Musgrove Park Hospital has agreed plans for a new patient-focussed mobile app, as part of its work to break new ground in the NHS’s use of digital technology.
The hospital will be working with the British DeepMind Health to implement and develop the Streams clinical app that will further improve patient safety. This will be available at the bedside to alert doctors and nurses to any patients needing immediate assessment, and help them rapidly determine whether the patient has other serious conditions such as acute kidney injury.
The Streams app will also allow clinical staff to see all relevant information, such as results of x-rays, scans or blood tests, in one place at the touch of a button.
Musgrove Park was named last year as a global digital exemplar for the NHS, and won £10 million in Government funding to enable it to make rapid progress in transforming its use of digital technology.
With its long-term partner in the digital exemplar programme, IMS MAXIMS, the hospital is pressing ahead with similar work to bring technology to the bedside. Digitising information means it is available to all healthcare professionals wherever and whenever they need to access it, making patient care safer and more effective.
Dr Luke Gompels, consultant in medicine, said: “This is all about early detection of seriously unwell patients so that we can immediately escalate care, ensure a very rapid response, and make sure they are treated quickly by the right specialist doctor. In this way we can make more of a difference, more quickly.”
Of Musgrove’s plans for mobile working, Mrs Netty Messenger, a patient and volunteer at the hospital, said: “This is a great idea. I do banking and shopping online and get my prescriptions online, but hospitals still seem to have mountains of paper. It would be much better to have all the patient’s information in one place in apps like this.”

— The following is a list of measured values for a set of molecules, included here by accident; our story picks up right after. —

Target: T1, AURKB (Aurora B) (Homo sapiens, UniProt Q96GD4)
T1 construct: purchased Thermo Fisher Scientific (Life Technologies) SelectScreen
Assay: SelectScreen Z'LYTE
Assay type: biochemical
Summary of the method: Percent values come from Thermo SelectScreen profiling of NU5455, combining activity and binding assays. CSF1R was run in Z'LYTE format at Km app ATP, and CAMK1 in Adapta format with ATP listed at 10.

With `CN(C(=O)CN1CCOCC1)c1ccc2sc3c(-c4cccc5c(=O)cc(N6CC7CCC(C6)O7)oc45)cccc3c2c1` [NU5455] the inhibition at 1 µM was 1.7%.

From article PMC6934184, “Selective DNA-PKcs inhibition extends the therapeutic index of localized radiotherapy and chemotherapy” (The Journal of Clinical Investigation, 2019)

“If doctors are able to pay more attention to their patients instead of having to chase up test results, that has got to be a very good thing.”
Mr Tom Edwards, consultant surgeon, said: “Fast access to information about patients is absolutely crucial for our doctors, nurses, and other clinical staff. “Safety alerts will be immensely useful, but it is important to remember that – whatever technology we use – it will still be our highly trained and expert staff who are making decisions about diagnosis, treatment and patient care.”
Over the days and weeks to come Musgrove Park Hospital will be holding workshops, displays and open day events with our staff and the public, so that all can see how the app works, what it will mean for patients, and how it might be developed in future. The first is on 17 July, with information displayed in the public Concourse.
The new Streams app uses tried and tested NHS guidance (algorithms) to process patient information in order to raise safety alerts. It will not use any information that is not already available to hospital staff. Patient data remains at all times under the control of Musgrove Park Hospital.
In its successful bid to be a global digital exemplar for the NHS, Musgrove set out plans for a digital transformation that will in future see patients able to take joint control of their notes, and record their own wishes and goals. The hospital was the first in the country to adopt IMS MAXIMS open source software for electronic patient records, at far less cost than other systems used in the NHS. With MAXIMS, it has since been able to share its learning with other NHS organisations at no charge.